Even as gum became fully entrenched within the cultural landscape, there was some skepticism towards its consumption. While market researchers in the 1950s found that the average consumer continued to believe gum was a healthy treat for children, dentists and health advocates began warning parents about the dangers of sugar on their teeth. Gum companies fought this critique by financing studies at Northwestern University to cut down on sugar by 60%, leading to innovations in sugarless varieties.
Much of this debate coincided with questions over what exactly gum was made of. While companies were transparent about chicle-based gum manufacture, the transition to synthetic ingredients made things murkier. In 1939, when the Federal Food, Drug and Cosmetic Act required food labels to list ingredients, chewing gum makers requested exemption on the grounds that it would be impractical to list the 25 to 30 ingredients on a gum wrapper or package. Thus, these materials could collectively be called “gum base” and plasticizers were called “softeners.” The problem was the “gum base” was also made up of potential toxins, such as polyisobutylene — the same petroleum-based rubber used to make the inner tubes of tires. With additives like preservatives, sweeteners and artificial flavors, the fact that gum was not meant to be swallowed worked to its benefit in some ways. There was no “real” harm in consuming it. However, disposing of gum posed its own unique set of problems.
The appeal of chewing gum as an activity necessitating no effort or occupation, and in fact a product encouraged to be consumed while doing other activities, became its greatest challenge. The problem of disposing of chewed gum vexed city officials. Was spitting gum out into the streets an act of littering? The policy for such an instance or exception was unclear in the early decades of gum’s popularity. San Diego made it unlawful to put chewed gum “upon any floor or furniture of any public building, hotel, conveyance, restaurant, or place of amusement, or upon any public sidewalk” in 1915, but with so many people chewing gum, how could such an ordinance be enforced? Part of the thrill, one might argue, of chewing gum was in disposing somewhere inappropriate. Children stuck gum under their school desks to, teenagers made the underside of movie theater seats a topographical map of discarded gum (chewed quickly to facilitate amorous encounters), and men and women on the streets—too harried and bothered with their lives to give proper thought to fishing for an empty wrapper or tissue to use—carelessly or discreetly spit it out anywhere they pleased. There was also something illicit about taking something from one’s mouth, contaminated and half-consumed, and leaving it behind for others to find. The already liminal character of chewing gum, ingested but not swallowed; neither food product waste nor plastic/paper refuse, created differing interpretations of how it ought to be treated once its reason for being had been accomplished.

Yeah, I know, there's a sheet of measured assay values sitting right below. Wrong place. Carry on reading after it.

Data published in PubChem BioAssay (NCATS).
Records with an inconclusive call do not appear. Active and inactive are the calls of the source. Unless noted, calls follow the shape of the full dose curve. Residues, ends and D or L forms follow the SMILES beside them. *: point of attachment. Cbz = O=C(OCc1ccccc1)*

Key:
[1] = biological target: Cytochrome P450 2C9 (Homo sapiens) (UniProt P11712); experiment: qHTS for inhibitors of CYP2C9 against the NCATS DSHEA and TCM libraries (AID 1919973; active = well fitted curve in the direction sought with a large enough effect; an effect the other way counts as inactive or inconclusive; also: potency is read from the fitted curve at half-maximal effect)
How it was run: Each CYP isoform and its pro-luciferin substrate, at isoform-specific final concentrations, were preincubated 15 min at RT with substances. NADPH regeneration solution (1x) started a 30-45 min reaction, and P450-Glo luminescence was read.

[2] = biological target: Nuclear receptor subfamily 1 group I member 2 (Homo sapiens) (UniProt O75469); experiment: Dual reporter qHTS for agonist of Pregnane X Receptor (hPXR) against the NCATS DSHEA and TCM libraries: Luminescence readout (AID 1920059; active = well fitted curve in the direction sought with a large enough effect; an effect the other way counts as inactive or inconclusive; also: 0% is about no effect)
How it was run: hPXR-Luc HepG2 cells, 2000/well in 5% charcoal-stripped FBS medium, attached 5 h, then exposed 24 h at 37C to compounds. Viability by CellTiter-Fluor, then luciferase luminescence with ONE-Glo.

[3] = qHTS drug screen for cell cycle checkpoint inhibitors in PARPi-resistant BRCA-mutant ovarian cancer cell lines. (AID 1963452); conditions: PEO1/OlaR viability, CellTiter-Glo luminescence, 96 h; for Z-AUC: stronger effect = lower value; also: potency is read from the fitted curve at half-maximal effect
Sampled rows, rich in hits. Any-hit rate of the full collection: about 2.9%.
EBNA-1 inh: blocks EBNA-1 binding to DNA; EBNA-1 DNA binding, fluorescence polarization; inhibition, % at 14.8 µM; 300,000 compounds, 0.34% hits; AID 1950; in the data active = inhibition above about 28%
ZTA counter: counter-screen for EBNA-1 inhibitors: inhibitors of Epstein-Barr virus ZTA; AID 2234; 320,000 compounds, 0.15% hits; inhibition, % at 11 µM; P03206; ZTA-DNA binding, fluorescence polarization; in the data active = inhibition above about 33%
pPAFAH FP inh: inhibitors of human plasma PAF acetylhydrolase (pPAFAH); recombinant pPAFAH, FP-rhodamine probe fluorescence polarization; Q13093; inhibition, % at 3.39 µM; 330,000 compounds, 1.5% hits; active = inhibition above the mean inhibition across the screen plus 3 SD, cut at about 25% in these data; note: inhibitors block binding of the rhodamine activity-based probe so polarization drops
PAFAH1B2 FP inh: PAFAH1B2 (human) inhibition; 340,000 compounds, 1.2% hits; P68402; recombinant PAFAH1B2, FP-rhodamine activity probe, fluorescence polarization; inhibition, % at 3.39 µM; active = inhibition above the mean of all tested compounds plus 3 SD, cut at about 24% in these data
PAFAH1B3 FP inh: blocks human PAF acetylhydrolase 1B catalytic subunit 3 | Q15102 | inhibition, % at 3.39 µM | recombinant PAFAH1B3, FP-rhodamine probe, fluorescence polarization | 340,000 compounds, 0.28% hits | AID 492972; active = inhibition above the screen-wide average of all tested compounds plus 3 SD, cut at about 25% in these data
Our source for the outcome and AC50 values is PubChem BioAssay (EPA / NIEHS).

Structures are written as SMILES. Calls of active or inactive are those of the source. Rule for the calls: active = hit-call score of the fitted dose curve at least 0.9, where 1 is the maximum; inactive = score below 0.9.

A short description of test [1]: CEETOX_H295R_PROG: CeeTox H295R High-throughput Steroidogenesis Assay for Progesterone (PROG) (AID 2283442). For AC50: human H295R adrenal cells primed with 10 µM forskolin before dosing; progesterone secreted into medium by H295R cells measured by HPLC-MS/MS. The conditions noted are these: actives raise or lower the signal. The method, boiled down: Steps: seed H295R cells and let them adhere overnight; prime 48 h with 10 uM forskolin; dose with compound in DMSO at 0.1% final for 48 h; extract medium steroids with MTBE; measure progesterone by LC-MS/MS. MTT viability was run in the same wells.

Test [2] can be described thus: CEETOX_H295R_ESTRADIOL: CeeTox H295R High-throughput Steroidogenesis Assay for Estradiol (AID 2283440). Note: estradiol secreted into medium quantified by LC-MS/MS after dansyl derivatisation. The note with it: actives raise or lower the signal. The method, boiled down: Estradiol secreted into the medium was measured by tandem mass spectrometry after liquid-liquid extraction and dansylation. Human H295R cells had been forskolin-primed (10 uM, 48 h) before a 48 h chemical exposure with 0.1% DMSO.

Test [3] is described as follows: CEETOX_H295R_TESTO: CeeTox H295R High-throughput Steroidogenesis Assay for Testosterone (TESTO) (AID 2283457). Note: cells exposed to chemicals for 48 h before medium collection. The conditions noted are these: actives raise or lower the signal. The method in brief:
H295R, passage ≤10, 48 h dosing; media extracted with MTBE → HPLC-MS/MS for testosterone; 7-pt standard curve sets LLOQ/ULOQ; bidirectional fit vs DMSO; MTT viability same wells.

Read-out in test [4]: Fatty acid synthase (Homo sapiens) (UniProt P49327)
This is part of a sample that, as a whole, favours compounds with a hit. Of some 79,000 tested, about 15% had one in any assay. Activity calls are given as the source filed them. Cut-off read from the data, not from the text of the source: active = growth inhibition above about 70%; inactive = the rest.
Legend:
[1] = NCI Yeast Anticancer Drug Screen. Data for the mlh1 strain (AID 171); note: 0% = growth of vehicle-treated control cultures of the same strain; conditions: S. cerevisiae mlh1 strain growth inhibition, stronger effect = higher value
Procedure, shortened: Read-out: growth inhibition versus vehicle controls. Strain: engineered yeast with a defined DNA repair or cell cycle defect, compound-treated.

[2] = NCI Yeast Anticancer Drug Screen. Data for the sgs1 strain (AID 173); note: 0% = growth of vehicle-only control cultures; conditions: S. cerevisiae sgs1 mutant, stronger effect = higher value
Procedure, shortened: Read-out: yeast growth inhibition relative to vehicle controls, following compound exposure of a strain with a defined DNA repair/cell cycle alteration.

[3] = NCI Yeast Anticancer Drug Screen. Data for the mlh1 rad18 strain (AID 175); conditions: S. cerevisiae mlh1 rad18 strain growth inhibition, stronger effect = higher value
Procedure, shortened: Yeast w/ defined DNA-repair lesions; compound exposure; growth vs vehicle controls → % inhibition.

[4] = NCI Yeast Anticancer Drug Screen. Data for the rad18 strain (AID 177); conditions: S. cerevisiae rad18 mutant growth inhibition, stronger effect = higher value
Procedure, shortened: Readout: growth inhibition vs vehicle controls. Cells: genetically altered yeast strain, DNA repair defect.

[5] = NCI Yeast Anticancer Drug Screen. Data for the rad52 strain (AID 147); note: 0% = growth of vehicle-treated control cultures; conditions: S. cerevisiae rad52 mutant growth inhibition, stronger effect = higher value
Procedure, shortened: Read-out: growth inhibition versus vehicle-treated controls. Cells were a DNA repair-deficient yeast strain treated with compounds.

Cleaning up gum was often done privately through hired firms. The New York Central Railroad had their own “full-time gum man” assigned to Grand Central Station, yielding an average of seven pounds of scraped-up gum each evening. New York Mayor Fiorello LaGuardia led an unsuccessful “Don’t Gum Up the Works” campaign in 1939. One Wrigley man argued that people would return to chewing tobacco instead of gum if its usage was restricted. But bringing attention to the problem of gum-littered streets pressured companies like American Chicle to begin printing instructions on how their wrappers were to be used for gum disposal starting in 1940.
Today, companies specialize in gum removal. One method of extracting gum from concrete includes freezing and chiseling it off with a knife. Typically, a 200-degree hot water pressure washer is needed to melt the gum off. Cities and other public institutions generally contract gum removal services when the duty isn’t carried out by custodial agencies. Gum companies such as the Wrigley Company and Perfetti Van Melle have also collaborated with federal agencies around the world to tackle the problem of gum litter through federally-backed campaigns like the Chewing Gum Action Group (CGAC). Despite these efforts, the gum base is not biodegradable and cannot truly be disposed of. As such, it remains a constant presence on the landscape and a reminder of gum’s continued role in everyday consumption.
 Nelson Sumter Walke, Good Health for You, Your Family, and Your Community (New York City: McGraw-Hill, 1955), 77; Michael L. Goran and Luc Tappy, eds., Dietary Sugars and Health (n.p.: CRC Press, 2014), 54;
 “Chewing Gum—Throwing Away of in Public Place Prohibited” in Public Health Reports (1896-1970), Vol. 31, No. 6 (Feb. 11, 1916), p.357